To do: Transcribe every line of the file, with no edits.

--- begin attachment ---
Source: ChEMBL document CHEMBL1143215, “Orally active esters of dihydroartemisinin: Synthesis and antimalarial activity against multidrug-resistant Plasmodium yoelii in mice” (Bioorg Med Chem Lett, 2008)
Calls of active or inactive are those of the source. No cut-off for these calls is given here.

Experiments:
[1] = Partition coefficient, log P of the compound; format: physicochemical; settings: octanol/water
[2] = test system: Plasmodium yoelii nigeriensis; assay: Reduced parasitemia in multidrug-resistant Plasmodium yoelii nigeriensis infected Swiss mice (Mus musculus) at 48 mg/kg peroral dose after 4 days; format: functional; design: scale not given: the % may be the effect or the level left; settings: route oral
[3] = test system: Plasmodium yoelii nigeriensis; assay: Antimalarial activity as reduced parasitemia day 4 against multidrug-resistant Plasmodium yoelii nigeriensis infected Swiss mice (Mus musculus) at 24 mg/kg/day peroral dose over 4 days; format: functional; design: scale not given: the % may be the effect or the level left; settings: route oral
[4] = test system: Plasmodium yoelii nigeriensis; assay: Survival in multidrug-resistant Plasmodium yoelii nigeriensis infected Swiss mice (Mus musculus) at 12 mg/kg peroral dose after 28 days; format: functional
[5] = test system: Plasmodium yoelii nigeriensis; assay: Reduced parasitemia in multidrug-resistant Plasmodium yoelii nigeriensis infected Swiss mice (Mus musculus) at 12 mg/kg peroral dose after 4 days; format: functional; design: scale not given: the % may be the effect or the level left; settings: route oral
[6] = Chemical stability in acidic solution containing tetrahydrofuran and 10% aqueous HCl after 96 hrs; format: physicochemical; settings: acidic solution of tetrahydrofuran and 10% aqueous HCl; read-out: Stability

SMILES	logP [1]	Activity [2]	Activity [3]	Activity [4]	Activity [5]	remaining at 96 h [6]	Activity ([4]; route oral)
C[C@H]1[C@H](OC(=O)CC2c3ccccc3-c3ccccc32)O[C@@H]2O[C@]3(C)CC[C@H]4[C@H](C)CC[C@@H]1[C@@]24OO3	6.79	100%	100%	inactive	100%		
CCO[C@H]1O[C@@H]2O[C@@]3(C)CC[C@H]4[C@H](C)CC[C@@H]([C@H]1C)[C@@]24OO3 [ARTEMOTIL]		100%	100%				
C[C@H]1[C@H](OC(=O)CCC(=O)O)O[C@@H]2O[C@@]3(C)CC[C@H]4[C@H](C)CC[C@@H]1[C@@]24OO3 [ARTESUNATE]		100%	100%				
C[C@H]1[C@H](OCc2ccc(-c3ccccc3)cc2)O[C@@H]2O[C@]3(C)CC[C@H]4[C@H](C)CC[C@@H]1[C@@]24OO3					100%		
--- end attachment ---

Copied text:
Source: ChEMBL document CHEMBL1143215, “Orally active esters of dihydroartemisinin: Synthesis and antimalarial activity against multidrug-resistant Plasmodium yoelii in mice” (Bioorg Med Chem Lett, 2008)
Calls of active or inactive are those of the source. No cut-off for these calls is given here.

Experiments:
[1] = Partition coefficient, log P of the compound; format: physicochemical; settings: octanol/water
[2] = test system: Plasmodium yoelii nigeriensis; assay: Reduced parasitemia in multidrug-resistant Plasmodium yoelii nigeriensis infected Swiss mice (Mus musculus) at 48 mg/kg peroral dose after 4 days; format: functional; design: scale not given: the % may be the effect or the level left; settings: route oral
[3] = test system: Plasmodium yoelii nigeriensis; assay: Antimalarial activity as reduced parasitemia day 4 against multidrug-resistant Plasmodium yoelii nigeriensis infected Swiss mice (Mus musculus) at 24 mg/kg/day peroral dose over 4 days; format: functional; design: scale not given: the % may be the effect or the level left; settings: route oral
[4] = test system: Plasmodium yoelii nigeriensis; assay: Survival in multidrug-resistant Plasmodium yoelii nigeriensis infected Swiss mice (Mus musculus) at 12 mg/kg peroral dose after 28 days; format: functional
[5] = test system: Plasmodium yoelii nigeriensis; assay: Reduced parasitemia in multidrug-resistant Plasmodium yoelii nigeriensis infected Swiss mice (Mus musculus) at 12 mg/kg peroral dose after 4 days; format: functional; design: scale not given: the % may be the effect or the level left; settings: route oral
[6] = Chemical stability in acidic solution containing tetrahydrofuran and 10% aqueous HCl after 96 hrs; format: physicochemical; settings: acidic solution of tetrahydrofuran and 10% aqueous HCl; read-out: Stability

SMILES	logP [1]	Activity [2]	Activity [3]	Activity [4]	Activity [5]	remaining at 96 h [6]	Activity ([4]; route oral)
C[C@H]1[C@H](OC(=O)CC2c3ccccc3-c3ccccc32)O[C@@H]2O[C@]3(C)CC[C@H]4[C@H](C)CC[C@@H]1[C@@]24OO3	6.79	100%	100%	inactive	100%		
CCO[C@H]1O[C@@H]2O[C@@]3(C)CC[C@H]4[C@H](C)CC[C@@H]([C@H]1C)[C@@]24OO3 [ARTEMOTIL]		100%	100%				
C[C@H]1[C@H](OC(=O)CCC(=O)O)O[C@@H]2O[C@@]3(C)CC[C@H]4[C@H](C)CC[C@@H]1[C@@]24OO3 [ARTESUNATE]		100%	100%				
C[C@H]1[C@H](OCc2ccc(-c3ccccc3)cc2)O[C@@H]2O[C@]3(C)CC[C@H]4[C@H](C)CC[C@@H]1[C@@]24OO3					100%		